So I made about sixty mini empanadas.
It was somewhat ambitious and there was at least one time where I was cursing at my decision. The end result was really awesome though. Of course, you don’t have to make small versions of the empanadas. In fact, I wouldn’t recommend it because it’s sort of a pain.
The cool thing about these empanadas is that you can freeze them before baking them and then move them straight from the freezer to the oven! So while they are a bit of work up front, they then will make for many quick dinners.
1) Mix together flour and salt in a large bowl. Cube butter and use your fingers to cut the butter into the flour until it's in very small pieces, almost like a sand consistency.
2) Add in egg yolks and warm milk and stir dough until it comes together. Knead the dough a few times with your hands. If the dough is very dry and won't hold together, add a bit more milk. If the dough is too wet and sticky, add more flour by the tablespoon.
3) Once the dough is a nice even consistency, split it into four even pieces, wrap them in plastic and store them in the fridge for at least an hour.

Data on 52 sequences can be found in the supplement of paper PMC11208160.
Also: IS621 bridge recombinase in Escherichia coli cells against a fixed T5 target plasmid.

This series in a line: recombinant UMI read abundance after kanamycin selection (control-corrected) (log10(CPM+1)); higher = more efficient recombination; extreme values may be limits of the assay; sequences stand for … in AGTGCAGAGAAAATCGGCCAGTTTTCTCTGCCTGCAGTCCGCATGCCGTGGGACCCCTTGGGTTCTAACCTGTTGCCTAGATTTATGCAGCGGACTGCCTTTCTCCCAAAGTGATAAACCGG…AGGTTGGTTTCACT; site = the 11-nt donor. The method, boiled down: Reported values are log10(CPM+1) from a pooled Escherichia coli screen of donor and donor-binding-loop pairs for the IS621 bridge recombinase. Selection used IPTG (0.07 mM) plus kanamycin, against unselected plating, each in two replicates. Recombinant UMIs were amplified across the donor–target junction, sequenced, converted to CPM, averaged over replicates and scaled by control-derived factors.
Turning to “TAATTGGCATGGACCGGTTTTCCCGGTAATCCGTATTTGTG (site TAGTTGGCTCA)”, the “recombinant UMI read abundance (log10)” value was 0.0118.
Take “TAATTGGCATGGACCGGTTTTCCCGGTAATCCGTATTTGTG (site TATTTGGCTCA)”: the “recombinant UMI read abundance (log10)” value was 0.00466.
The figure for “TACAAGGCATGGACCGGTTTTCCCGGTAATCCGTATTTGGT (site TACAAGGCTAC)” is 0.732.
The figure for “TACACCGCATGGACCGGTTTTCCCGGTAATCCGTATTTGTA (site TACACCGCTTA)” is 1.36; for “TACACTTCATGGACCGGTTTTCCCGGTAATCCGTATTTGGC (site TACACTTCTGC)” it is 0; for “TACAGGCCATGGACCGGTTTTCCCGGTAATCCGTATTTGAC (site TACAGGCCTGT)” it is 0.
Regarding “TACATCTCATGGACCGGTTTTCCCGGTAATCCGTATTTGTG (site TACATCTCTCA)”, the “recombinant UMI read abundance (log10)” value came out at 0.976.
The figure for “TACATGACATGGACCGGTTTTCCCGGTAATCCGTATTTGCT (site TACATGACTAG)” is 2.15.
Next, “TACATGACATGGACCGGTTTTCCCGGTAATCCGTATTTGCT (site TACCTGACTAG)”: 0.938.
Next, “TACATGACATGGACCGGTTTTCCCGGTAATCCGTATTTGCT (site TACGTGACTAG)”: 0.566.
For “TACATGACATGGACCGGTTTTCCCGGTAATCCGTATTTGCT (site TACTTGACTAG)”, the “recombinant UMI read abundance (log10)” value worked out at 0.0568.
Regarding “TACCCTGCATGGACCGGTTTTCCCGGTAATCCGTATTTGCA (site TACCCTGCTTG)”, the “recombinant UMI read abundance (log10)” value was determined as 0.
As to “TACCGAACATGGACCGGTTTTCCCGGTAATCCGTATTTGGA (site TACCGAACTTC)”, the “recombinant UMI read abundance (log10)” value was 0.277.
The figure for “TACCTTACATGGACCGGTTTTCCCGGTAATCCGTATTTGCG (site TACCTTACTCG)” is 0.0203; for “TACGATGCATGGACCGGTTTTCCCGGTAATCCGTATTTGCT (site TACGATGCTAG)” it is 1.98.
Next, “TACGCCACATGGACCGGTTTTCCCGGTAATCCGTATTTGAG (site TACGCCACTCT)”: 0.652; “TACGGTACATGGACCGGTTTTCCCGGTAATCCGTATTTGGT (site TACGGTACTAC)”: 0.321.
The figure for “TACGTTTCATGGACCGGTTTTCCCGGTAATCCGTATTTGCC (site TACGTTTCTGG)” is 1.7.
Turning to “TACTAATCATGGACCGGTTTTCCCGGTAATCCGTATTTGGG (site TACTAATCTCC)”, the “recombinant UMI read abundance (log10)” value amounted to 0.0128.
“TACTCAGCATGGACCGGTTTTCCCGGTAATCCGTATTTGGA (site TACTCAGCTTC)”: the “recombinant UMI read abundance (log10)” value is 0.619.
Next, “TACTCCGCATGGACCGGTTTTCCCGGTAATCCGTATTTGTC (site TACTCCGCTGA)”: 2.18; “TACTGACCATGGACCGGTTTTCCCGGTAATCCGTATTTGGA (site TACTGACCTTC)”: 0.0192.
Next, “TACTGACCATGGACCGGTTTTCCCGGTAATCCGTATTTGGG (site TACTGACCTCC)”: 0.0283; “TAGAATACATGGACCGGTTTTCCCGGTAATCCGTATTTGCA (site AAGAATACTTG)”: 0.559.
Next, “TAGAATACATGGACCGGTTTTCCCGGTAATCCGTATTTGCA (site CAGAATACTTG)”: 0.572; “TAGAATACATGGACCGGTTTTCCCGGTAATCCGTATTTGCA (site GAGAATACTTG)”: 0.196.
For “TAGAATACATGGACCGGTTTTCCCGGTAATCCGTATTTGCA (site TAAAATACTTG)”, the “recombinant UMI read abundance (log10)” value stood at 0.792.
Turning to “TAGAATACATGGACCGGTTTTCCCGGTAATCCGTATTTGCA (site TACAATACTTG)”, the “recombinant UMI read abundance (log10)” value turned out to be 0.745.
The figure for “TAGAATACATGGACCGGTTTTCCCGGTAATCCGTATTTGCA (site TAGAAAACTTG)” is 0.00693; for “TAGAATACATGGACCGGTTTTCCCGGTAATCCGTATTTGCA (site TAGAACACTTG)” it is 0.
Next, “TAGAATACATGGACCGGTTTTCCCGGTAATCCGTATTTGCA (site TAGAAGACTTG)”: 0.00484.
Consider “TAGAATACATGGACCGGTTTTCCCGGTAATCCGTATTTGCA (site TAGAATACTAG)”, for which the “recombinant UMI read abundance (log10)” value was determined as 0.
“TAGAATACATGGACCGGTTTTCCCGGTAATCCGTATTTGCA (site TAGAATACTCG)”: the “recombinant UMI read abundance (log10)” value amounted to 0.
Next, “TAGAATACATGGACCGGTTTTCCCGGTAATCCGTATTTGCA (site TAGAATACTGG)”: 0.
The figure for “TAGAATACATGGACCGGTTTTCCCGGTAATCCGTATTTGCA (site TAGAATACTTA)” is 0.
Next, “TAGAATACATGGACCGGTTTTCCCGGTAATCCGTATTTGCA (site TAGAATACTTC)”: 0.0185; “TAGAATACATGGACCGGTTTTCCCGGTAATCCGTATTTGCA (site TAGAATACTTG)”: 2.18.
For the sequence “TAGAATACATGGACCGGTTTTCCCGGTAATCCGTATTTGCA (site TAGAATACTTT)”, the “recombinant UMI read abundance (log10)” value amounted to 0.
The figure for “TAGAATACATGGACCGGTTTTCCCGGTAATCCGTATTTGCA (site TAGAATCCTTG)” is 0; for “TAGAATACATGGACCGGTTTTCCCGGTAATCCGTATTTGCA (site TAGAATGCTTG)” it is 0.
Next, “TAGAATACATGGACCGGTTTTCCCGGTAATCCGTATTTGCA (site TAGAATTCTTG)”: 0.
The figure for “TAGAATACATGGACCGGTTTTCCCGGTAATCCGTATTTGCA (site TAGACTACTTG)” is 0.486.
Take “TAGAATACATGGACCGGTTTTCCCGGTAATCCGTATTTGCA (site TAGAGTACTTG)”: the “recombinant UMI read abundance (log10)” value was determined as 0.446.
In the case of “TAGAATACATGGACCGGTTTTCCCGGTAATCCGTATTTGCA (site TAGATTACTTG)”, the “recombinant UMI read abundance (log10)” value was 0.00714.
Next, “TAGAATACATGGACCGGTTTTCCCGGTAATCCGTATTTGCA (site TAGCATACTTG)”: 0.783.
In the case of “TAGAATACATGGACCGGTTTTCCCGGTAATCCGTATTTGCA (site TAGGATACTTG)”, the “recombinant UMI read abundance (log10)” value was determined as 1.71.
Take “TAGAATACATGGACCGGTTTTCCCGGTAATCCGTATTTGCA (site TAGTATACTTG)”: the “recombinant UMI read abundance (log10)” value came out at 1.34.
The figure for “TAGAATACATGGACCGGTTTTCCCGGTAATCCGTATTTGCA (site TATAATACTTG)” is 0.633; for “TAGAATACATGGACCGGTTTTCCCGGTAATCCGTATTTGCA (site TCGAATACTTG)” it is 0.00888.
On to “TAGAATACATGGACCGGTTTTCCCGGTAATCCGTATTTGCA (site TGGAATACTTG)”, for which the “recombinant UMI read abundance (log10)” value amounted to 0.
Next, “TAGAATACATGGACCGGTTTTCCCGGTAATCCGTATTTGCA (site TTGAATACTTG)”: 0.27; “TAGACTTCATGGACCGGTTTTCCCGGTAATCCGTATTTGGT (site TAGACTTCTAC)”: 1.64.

For the filling:
1) Add whole chicken, bay leaves, and chile peppers to a large pot and cover with water. Bring to a simmer and simmer for about an hour until chicken is poached.
2) Remove chicken and spoon out chile peppers. Pour off and reserve cooking liquid.
3) Let chicken cool until you can handle it and then shred or chop it into tiny pieces.
4) Using a food processor, add the chile peppers (no stems but seeds are fine) plus 1 cup of cooking liquid and puree until smooth. It's okay to add a bit more cooking liquid if it is really dry.
5) In your pot, add the olive oil over medium heat along with onions and minced garlic. Cook for about four minutes until they start to soften.
6) Add in tomatoes and chopped chicken. Add in as much of the chile puree as you want - to taste. I used all of it, but you may not want it super-spicy. I recommend starting with half of it and adjusting it to your liking.
7) Let the filling simmer for 10-15 minutes over medium low heat. Season with salt and pepper. Once all the flavors are combined, remove from heat and let cool. Once the filling is room temperature, stir in olives and cheese if you're using it.
TO Make Empanadas:
1) Work with one piece of dough at a time, roll it out on a lightly floured surface until it's about 1/8 inch thick. Then cut it into circles according to what size empanada you want. A small empanada would be a 3 inch round. A larger one would be maybe 6 inches.